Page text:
Astronomers discover traces of methyl chloride around infant stars and nearby comet

October 2, 2017
Organohalogen methyl chloride discovered by ALMA around the infant stars in IRAS 16293-2422. These same organic compounds were discovered in the thin atmosphere surrounding 67P/C-G by the Rosetta space probe. The background image of the Rho Ophiuchi cloud complex is from NASA's Wide-field Infrared Explorer (WISE). Credit: B. Saxton (NRAO/AUI/NSF); NASA/JPL-Caltech/UCLA

Astronomers using the Atacama Large Millimeter/submillimeter Array (ALMA) have detected the faint molecular fingerprint of methyl chloride - a chemical commonly produced by industrial and biological processes here on Earth - around an infant star system known as IRAS 16293-2422. Traces of this organic compound were also discovered in the thin atmosphere of comet 67P/Churyumov-Gerasimenko (67P/C-G) by the Rosetta space probe.

Methyl chloride (CH3Cl), also known as Freon-40, is one of a class of molecules known as organohalogens. This new ALMA observation is the first detection ever of a stable organohalogen in interstellar space. The results are published in the journal Nature Astronomy.

The cosmic discovery of this organic compound, however, is disappointing news for astrobiologists, who previously suggested searching for methyl chloride in the atmospheres of alien worlds as a possible indicator of life. The recent ALMA and Rosetta detections raise doubts about that proposal, however. They indicate that methyl chloride forms naturally in interstellar clouds and endures long enough to become part of a forming solar system.

IRAS 16293-2422 is a collection of several infant stars, or protostars, each about the same mass as our Sun. It is located about 400 light-years from Earth and is still surrounded by its natal cocoon of dust and gas.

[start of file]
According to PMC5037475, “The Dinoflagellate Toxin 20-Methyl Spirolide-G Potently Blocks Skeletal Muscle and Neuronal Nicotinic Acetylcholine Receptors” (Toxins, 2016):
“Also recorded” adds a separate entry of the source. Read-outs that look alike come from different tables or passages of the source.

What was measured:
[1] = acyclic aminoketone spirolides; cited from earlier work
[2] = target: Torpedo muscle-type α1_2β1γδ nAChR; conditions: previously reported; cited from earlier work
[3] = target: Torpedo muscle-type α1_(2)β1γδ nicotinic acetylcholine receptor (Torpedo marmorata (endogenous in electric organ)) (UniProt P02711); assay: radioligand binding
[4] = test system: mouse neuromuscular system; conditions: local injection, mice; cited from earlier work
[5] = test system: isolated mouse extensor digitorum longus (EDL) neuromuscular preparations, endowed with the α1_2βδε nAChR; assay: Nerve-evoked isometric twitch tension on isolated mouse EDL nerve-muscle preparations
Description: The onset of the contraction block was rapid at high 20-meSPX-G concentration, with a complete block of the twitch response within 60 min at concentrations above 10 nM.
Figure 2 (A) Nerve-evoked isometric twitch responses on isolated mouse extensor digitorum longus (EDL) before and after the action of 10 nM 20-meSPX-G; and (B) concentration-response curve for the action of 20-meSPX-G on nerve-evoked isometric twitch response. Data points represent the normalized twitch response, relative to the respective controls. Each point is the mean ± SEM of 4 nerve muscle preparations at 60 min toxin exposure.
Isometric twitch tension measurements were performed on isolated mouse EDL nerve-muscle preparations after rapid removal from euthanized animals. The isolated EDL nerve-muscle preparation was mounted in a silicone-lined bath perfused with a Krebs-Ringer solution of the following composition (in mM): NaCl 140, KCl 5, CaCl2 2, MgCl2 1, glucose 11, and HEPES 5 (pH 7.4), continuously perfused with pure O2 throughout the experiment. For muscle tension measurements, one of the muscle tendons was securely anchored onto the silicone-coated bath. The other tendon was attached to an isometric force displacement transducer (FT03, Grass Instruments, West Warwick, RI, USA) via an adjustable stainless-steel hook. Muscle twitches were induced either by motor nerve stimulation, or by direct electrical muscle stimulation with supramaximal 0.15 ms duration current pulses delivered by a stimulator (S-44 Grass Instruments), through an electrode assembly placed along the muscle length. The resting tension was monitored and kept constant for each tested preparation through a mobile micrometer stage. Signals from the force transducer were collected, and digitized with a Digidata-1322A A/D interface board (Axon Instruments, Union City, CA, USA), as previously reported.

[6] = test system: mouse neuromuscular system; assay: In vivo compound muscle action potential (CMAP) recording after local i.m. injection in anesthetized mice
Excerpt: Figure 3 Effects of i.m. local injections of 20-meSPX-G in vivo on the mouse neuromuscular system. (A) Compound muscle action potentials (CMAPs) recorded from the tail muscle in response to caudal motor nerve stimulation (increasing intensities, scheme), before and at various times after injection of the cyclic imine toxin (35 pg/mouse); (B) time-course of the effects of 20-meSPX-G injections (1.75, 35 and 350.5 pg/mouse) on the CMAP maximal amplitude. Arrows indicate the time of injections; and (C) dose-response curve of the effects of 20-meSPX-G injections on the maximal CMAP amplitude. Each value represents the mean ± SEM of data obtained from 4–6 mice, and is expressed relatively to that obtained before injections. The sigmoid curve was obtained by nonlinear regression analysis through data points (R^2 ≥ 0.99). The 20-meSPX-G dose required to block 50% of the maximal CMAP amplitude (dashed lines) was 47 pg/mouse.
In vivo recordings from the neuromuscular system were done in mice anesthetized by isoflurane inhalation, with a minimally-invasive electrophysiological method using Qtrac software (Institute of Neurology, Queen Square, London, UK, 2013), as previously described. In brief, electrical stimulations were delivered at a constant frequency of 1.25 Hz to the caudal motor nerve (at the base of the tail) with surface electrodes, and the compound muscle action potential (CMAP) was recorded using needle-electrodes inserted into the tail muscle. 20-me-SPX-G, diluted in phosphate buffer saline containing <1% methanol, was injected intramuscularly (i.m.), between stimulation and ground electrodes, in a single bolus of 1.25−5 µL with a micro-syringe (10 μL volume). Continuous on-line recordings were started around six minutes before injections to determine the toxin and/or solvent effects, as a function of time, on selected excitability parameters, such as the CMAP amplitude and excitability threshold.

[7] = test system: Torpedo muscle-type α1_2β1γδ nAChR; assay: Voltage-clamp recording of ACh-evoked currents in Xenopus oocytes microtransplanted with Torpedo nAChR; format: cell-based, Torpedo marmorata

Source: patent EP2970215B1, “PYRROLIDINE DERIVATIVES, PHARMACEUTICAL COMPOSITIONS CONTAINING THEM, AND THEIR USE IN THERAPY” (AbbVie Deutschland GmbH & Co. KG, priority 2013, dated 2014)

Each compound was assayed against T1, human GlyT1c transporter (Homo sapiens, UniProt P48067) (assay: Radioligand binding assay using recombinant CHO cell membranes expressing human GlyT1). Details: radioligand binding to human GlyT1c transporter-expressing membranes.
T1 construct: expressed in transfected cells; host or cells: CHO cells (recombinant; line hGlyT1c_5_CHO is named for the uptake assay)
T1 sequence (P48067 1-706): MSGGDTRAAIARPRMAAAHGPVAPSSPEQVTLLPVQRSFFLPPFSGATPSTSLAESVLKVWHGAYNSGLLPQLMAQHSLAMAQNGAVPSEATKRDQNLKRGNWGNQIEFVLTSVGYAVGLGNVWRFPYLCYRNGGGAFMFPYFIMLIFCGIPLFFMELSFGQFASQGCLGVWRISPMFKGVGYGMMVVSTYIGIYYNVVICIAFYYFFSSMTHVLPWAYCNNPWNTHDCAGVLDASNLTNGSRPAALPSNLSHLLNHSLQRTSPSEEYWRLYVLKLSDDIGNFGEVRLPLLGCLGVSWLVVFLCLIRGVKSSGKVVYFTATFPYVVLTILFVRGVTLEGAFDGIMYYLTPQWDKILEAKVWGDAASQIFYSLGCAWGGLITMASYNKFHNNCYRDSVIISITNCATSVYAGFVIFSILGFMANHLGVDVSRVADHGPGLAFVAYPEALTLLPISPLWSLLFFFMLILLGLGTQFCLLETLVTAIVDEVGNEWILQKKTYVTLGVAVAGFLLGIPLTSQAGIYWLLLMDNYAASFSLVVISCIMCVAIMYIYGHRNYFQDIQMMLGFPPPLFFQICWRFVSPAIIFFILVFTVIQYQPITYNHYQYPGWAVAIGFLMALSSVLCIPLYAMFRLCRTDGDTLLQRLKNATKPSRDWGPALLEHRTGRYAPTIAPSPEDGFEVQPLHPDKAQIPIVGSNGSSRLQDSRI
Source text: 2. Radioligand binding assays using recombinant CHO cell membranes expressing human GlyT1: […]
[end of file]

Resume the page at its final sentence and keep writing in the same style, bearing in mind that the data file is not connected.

"Finding organohalogens near these young, Sun-like stars was surprising," said lead author Edith Fayolle, a researcher with the Harvard-Smithsonian Center for Astrophysics (CfA) in Cambridge, Mass., at the time of the discovery. "We simply didn't predict its formation and were surprised to find it in such significant concentrations. It's clear now that these molecules form readily in stellar nurseries, providing insights into the chemical evolution of solar systems, including our own."

"ALMA's discovery of organohalogens in the interstellar medium also tells us something about the starting conditions for organic chemistry on planets. Such chemistry is an important step toward the origins of life," said Karin Öberg, an astrochemist at CfA and co-author on the study. "Based on our discovery, organohalogens are likely to be a constituent of the so-called 'primordial soup', both on the young Earth and on newly formed rocky exoplanets."

Approximate location of comet 67P/C-G when the Rosetta space probe discovered traces of methyl chloride -- the same molecule detected by ALMA around the IRAS 16293-2422 star-forming region -- along with other molecules. Credit: B. Saxton (NRAO/AUI/NSF)

ALMA is able to function as an interstellar chemical analyzer by detecting the faint radio signals naturally emitted by molecules in space. Each molecule has a distinctive fingerprint, or series of spikes, in the radio spectrum. For large, organic molecules, however, that signal can be difficult to detect. Larger molecules emit a wider range, though subsequently weaker, series of spikes in the spectrum. It takes incredibly sensitive instruments like ALMA to tease out the telltale signal from molecules like methyl chloride.